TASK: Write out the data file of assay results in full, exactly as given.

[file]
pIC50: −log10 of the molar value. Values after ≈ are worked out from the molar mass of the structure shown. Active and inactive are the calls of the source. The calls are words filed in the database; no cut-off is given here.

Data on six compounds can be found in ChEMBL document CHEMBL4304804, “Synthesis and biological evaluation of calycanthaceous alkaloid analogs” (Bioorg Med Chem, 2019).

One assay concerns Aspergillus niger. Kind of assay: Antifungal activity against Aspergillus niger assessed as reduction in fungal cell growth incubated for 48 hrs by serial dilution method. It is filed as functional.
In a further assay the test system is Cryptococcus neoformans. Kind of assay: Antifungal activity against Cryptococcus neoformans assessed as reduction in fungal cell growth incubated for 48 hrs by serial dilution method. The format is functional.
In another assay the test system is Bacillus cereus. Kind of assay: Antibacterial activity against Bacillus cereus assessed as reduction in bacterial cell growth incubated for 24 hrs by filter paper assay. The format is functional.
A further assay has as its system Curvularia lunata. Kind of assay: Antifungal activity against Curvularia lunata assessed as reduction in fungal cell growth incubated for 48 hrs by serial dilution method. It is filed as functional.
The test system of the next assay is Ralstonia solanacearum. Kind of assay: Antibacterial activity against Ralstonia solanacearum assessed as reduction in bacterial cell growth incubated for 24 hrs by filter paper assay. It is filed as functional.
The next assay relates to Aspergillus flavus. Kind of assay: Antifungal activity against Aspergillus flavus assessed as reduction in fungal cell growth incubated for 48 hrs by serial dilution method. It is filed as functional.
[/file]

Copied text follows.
pIC50: −log10 of the molar value. Values after ≈ are worked out from the molar mass of the structure shown. Active and inactive are the calls of the source. The calls are words filed in the database; no cut-off is given here.

Data on six compounds can be found in ChEMBL document CHEMBL4304804, “Synthesis and biological evaluation of calycanthaceous alkaloid analogs” (Bioorg Med Chem, 2019).

One assay concerns Aspergillus niger. Kind of assay: Antifungal activity against Aspergillus niger assessed as reduction in fungal cell growth incubated for 48 hrs by serial dilution method. It is filed as functional.
In a further assay the test system is Cryptococcus neoformans. Kind of assay: Antifungal activity against Cryptococcus neoformans assessed as reduction in fungal cell growth incubated for 48 hrs by serial dilution method. The format is functional.
In another assay the test system is Bacillus cereus. Kind of assay: Antibacterial activity against Bacillus cereus assessed as reduction in bacterial cell growth incubated for 24 hrs by filter paper assay. The format is functional.
A further assay has as its system Curvularia lunata. Kind of assay: Antifungal activity against Curvularia lunata assessed as reduction in fungal cell growth incubated for 48 hrs by serial dilution method. It is filed as functional.
The test system of the next assay is Ralstonia solanacearum. Kind of assay: Antibacterial activity against Ralstonia solanacearum assessed as reduction in bacterial cell growth incubated for 24 hrs by filter paper assay. It is filed as functional.
The next assay relates to Aspergillus flavus. Kind of assay: Antifungal activity against Aspergillus flavus assessed as reduction in fungal cell growth incubated for 48 hrs by serial dilution method. It is filed as functional.